PRISON WORK ACT OF 1995 (Senate - June 16, 1995)

ADDITIONAL STATEMENTS (Senate - June 16, 1995)

[Page: S8564]


Mr. SHELBY. Mr. President, one of the many controversial provisions of the 1994 crime bill was the requirement that states have in place an array of dubious programs, including social rehabilitation, job skills, and even postrelease programs, in order to qualify for the prison construction grant money contained in the bill.

This requirement is yet another manifestation of the criminal rights philosophy, which has wreaked havoc on our criminal justice system. This view holds that criminals are victims of society, are not to blame for their actions, and should be rehabilitated at the taxpayers expense. In their zeal to rehabilitate violent criminals, proponents of this ideology have worked overtime to ensure that murderers, rapists, and child molesters are treated better than the victims of these acts and that these criminals have access to perks and amenities most hard-working taxpayers cannot afford.

Award-winning journalist Robert Bidinotto has revealed myriad abuses. For example, at Mercer Regional Correctional Facility in Pennsylvania, hardened criminals have routine access to a full-sized basketball court, handball area, punching bags, volleyball nets, 15 sets of barbells, weightlifting machines, electronic bicycles, and stairmasters facing a TV, so the prisoners do not have to miss their favorite show while working out.

Or consider David Jirovec, a resident of Washington State who hired two hit men to kill his wife for insurance money. His punishment? Regular conjugal visits from his new wife.

At Sullivan high-security prison in Fallsburg, NY, prisoners hold regular jam sessions in a music room crowded with electric guitars, amplifiers, drums, and keyboards.

In Jefferson City, MO, inmates run an around-the-clock closed-circuit TV studio and broadcast movies filled with gratuitous sex and graphic violence.

Perhaps the winner in the race for rehabilitation is the Massachusetts Correctional Institution in Norfolk, MA. There, prisoners sentenced to life in prison--known as the Lifers Group--held its annual Lifers Banquet in the $2 million visitor's center. These 33 convicts--mostly murderers--and 49 of their invited guests dined on catered prime rib.

This is just the tip of the iceberg. These are not isolated incidents, but have become commonplace in our criminal justice system. Violent criminals have by definition committed brutal acts of violence on innocent women, children, the elderly, and other citizens. That the government continues to take money out of the pockets of law-abiding taxpayers--many of whom are victims of those behind bars--to create resorts for prisoners to mull around in is incomprehensible. The rationale for this system is likely summed up by Larry Meachum, commissioner of correction in the State of Connecticut: `We must attempt to modify criminal behavior and hopefully not return a more damaged human being to society than we received.'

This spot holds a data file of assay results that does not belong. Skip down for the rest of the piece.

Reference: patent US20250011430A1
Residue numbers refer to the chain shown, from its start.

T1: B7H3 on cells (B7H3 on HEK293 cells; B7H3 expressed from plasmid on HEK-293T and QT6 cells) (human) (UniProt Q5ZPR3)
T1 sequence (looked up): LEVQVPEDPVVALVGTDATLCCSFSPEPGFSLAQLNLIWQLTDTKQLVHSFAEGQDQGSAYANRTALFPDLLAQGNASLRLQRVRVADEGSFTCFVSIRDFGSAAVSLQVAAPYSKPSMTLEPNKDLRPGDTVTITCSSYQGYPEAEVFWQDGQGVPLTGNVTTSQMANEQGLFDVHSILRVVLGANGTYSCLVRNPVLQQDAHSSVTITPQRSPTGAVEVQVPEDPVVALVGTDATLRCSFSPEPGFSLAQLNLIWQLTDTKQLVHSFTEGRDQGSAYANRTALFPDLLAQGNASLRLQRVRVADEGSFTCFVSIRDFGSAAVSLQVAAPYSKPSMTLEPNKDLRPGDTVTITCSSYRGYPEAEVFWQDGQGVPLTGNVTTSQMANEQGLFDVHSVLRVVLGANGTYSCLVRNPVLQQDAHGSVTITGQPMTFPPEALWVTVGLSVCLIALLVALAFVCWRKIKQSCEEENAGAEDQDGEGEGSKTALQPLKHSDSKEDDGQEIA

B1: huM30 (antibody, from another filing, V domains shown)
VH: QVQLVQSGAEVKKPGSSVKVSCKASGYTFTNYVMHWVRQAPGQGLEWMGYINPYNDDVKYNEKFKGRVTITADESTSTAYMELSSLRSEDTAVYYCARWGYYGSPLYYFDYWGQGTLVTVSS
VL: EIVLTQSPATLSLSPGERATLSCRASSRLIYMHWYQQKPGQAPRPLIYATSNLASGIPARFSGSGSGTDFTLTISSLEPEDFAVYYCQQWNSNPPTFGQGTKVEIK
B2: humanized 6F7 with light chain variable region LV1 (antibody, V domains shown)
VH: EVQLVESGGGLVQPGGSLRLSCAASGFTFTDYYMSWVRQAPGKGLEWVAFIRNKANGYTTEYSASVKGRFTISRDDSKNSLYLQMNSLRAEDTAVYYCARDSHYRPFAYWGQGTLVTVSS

Mr. President, I reject this liberal social rehabilitation philosophy. I introduced legislation yesterday, the Prison Work Act of 1995, which has a different message: prisons should be places of work and organized education, not resort hotels, counseling centers, or social laboratories. It ensures that time spent in prison is not good time, but rather devoted to hard work and education. This is a far more constructive approach to rehabilitation.

Specifically, the Prison Work Act repeals the social program requirements of the 1994 crime bill and instead makes the receipt of State prison construction grant money conditional on States requiring all inmates to perform at least 48 hours of work per week, and engage in at least 16 hours of organized educational activities per week. States may not provide to any prisoner failing to meet the work and education requirement any extra privileges, including the egregious items listed above.

The critics of this legislation are likely to portend that it is too costly or too unworkable. However, as prison reform expert and noted author John DiIulio has pointed out, one-half of every taxdollar spent on prisons goes not to the basics of security, but to amenities and services for prisoners. However, these extra perks would be severely restricted under my legislation. No one failing to meet the work and organized study requirements would have access to them, and since the inmates would be occupied for 11 hours per day fulfilling the work and study requirement, the opportunity for these costly privileges would be reduced. Moreover, to reduce operation costs even further, prison labor could be used to replace labor that is currently contracted out. Thus, these programs could easily be implemented.

The other charge will likely be that the Federal Government should not micromanage State prison efforts. However, this bill does not micromanage at all. Rather, States have been micromanaged by the Federal courts which have mandated that States provide prisoners with every possible amenity imaginable. For example, Federal Judge William Wayne Justice of the Eastern District Court required scores of changes in the Texas prison system, designed to improve the living conditions of Texas prisoners. These changes increased Texas's prison operating expenses tenfold, from $91 million in 1980 to $1.84 billion in 1994--even though the prison population only doubled.

This legislation will empower State and local prison officials to operate their systems in a cost-efficient manner, and will give them the much needed protection from the overreaching Federal courts. More importantly, it will put the justice back in our criminal justice system and ensure that criminals are not treated better than the victims.

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